Twenty-first century anglers with 20th-century boats face an interesting issue. The millennium has ushered in a host of new electronics choices, but many older boats lack adequate space to mount the additional displays or other electronic accessories that boating anglers might desire, such as cameras, antennas and mobile devices.

Pedestal mounting offers a great solution. One of the most versatile systems comes from Ram Mounts. The quick-release ball-and-socket ­system offers a mind-boggling range of bases and adapters that let you add electronics just about anywhere. Prices start at about $22.

Ram offers a number of mounting solutions

Ram Mounting Solutions

The quick-release ball-and-socket Ram Mount system lets you add marine electronics just about anywhere. Courtesy Ram Mounts

Short on Cleats?

If you need extra cleat along the gunwale of your boat, think about adding Accon Marine’s Cleat/Rod Holder Combo. This stainless steel gunwale rod holder incorporates a pull-up cleat for docking or attaching fenders. Be sure to through-bolt the rod holder for the extra strength needed when using the cleat to tie off.

Accon rod holder doubles as a cleat

Accon Marine’s Cleat/Rod Holder Combo

If your boat is short on cleats, think about adding Accon Marine’s Cleat/Rod Holder Combo. This stainless steel gunwale rod holder incorporates a pull-up cleat for docking or attaching fenders. Courtesy Accon Marine

Low-Profile Fender Locks

Using only your boat’s cleats to ­position fenders for maximum protection against dock rash can be risky. Cleats are situated for tying up, not fender positioning, so your fenders might not hang in the optimal places for guarding the hull. Also, belaying a dock line and a fender whip to a single cleat is unseamanlike, cumbersome, and requires extra time to unravel both lines when casting off.

Dedicated fender hangers are a great solution. To eliminate snag and tripping points, brands such as Taco Marine offer low-profile fender locks that you can add virtually anywhere along the rail of your boat. The Taco Quick Release fender lock features a smooth, round receiver that measures just ¼ inch high and is easy to install. A corresponding pin comes with a swiveling eye for securing a fender whip. A locking mechanism keeps the pin secure but also lets you quickly remove the fender. Retail is around $51.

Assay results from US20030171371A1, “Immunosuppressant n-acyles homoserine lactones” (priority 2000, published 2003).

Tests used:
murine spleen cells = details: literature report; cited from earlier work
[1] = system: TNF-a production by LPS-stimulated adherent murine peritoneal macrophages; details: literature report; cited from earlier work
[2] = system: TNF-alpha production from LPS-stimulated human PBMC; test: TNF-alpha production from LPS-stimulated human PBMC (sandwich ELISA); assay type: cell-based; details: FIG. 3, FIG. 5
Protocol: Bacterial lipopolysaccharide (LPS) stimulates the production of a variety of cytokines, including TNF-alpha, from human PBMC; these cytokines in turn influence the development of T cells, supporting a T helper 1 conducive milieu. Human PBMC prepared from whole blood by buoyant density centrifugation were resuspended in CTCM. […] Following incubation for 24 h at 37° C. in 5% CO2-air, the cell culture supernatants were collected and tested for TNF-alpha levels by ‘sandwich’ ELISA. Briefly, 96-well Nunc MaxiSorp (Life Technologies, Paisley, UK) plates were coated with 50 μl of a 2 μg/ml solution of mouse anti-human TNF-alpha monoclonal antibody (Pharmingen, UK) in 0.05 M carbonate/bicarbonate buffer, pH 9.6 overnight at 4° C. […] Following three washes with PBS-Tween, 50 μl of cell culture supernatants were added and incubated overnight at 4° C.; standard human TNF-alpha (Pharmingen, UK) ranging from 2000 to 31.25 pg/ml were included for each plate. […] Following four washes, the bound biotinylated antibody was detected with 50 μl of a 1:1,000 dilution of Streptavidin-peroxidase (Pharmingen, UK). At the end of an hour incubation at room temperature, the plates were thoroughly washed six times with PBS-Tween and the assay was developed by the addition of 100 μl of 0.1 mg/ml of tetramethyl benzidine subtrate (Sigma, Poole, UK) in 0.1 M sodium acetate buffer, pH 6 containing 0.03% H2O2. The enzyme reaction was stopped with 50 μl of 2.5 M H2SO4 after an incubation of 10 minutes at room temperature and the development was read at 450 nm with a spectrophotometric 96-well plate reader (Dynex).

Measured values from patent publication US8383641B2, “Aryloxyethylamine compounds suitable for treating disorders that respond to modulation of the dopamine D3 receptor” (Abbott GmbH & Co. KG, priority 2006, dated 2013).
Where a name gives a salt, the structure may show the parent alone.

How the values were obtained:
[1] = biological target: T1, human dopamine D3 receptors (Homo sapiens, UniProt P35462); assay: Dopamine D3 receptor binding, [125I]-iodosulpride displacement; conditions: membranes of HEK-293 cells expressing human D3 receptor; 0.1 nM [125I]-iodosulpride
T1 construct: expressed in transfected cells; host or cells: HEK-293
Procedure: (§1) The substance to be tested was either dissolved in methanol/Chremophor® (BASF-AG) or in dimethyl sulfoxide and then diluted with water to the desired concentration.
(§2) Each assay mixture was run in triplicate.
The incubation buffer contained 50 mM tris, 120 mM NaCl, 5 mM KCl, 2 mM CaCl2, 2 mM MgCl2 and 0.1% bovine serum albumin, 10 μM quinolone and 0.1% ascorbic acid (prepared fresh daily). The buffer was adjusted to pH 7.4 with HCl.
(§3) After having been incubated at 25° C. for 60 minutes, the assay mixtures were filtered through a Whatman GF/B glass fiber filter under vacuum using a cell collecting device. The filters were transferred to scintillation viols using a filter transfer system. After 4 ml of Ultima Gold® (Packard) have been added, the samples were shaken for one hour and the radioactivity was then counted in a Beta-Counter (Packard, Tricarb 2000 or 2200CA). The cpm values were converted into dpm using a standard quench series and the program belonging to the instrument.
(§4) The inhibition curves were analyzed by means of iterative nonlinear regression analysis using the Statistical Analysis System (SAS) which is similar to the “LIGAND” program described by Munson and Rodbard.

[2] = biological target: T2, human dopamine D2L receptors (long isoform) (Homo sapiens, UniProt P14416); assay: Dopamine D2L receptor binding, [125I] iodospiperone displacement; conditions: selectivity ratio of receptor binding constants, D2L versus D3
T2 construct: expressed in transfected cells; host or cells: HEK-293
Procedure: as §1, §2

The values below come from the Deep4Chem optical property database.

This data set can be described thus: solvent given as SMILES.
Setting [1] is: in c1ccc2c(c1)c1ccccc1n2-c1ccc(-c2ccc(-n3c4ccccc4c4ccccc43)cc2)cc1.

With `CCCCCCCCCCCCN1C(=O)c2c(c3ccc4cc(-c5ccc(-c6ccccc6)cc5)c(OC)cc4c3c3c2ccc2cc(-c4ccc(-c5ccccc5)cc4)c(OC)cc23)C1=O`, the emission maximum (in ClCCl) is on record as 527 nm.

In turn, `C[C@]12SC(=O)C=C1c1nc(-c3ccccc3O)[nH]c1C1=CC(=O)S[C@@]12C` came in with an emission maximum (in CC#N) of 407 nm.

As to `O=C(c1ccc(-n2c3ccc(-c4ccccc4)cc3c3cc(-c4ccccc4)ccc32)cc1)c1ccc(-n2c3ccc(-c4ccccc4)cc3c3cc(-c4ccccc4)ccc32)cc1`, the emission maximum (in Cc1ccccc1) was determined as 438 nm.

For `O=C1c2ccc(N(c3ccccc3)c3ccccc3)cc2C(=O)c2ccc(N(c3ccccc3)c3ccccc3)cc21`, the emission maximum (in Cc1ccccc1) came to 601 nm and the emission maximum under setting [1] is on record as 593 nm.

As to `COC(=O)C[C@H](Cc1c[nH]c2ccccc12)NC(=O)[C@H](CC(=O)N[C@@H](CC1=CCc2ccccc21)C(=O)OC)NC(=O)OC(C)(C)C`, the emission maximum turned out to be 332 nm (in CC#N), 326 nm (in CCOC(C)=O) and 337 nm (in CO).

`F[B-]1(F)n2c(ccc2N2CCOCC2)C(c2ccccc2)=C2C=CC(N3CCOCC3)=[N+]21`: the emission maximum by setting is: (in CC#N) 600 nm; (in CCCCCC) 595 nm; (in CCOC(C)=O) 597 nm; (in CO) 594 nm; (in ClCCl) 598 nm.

Taco Marine fender lock

Taco Marine Quick-Release Fender Lock

Taco Marine’s Quick-Release Fender Lock features a low-profile stainless-steel receiver to minimize snags. A quick-release pin lets you easily hang or remove fenders. Courtesy Taco Marine

Retractable Push-Pole Holders

Accon Marine push-pole holders quickly pop up to secure your push pole between fishing spots, but just as quickly retract to keep the gunwales free of snags and tripping points.

Accon Marine retractable push-pole holders

Accon Marine Retractable Push-Pole Holders

Accon Marine’s flush-mount push-pole holders tuck away when not needs to minimize tripping hazards, snagged lines or fouled castnets. Courtesy Accon Marine

Friction Hinges

You open a livewell hatch about halfway to retrieve a bait, but the lid keeps slamming shut. In the past, a gas-assist strut helped keep the hatch open, but these pieces of hardware snag cast nets when you’re loading bait and interfere with dip nets.

Available from hardware companies such as Gemlux, friction hinges are ingenious devices that use a tensioning system within the hinge-pin assemblies to keep a livewell lid or hatch in place throughout its arc. “We were inspired by laptop ­computers,” says Matt Bridgewater, CEO of Gemlux. “If you can keep a laptop screen open at any angle, why can’t you do the same with a livewell lid?” Utilizing corrosion-resistant stainless-steel construction, the elegantly simple friction hinge does the job and does it well. Prices start at about $27 per pair.

Gemlux friction hinges keep hatches in place

Gemlux Friction Hinges

Friction hinges from Gemlux eliminate the need to support hatches with a gas-assist strut. These stainless-steel devices come in a variety of sizes to fit virtually any hatch. These are particularly helpful in holding open the lids on livewells. Courtesy Gemlux

Burnewiin Mounting System

Virtually all saltwater fishing boats feature gunwale rod holders, but not all have them installed across the transom. Many times this is because there’s a hatch covering the transom for a fish locker or other stowage, rendering the surface unsuitable for a flush-mounted gunwale rod holder.

There are a number of workarounds, but one of the best I’ve seen for this problem comes from Burnewiin Mounts. Its mounting system features a beefy stainless-steel base with a locking receiver that mounts atop the transom. An equally robust rod holder then snaps into the base. The rod-holder angle is adjustable on two axes, and a quick-release mechanism lets you remove and stow the holder when it’s not needed. If you mount this system atop a hatch, make sure the hatch lid latches securely to prevent the strike of powerful fish from pulling it open. The stainless base sells for about $150; add $350 for the rod holder.

Burnewiin's mounting system offers a number of options.

Burnewiin Mounts

The innovative Burnewiin Mounts utilizes a beefy stainless-steel base with a locking receiver that mounting atop a gunwale or transom. A number of accessories fit the base, including cleats and rod holders. Courtesy Burnewiin Mounts
Burnewiin rod holder

Burnewiin Mounts Rod Holder

A robust stainless-steel rod holder from Burnewiin Mounts fits the company’s innovative base system. The rod holder locks into the base, and is adjustable on two axes. A quick-release mechanism lets you remove the rod holder when it is not needed. Courtesy Burnewiin Mounts

More Boats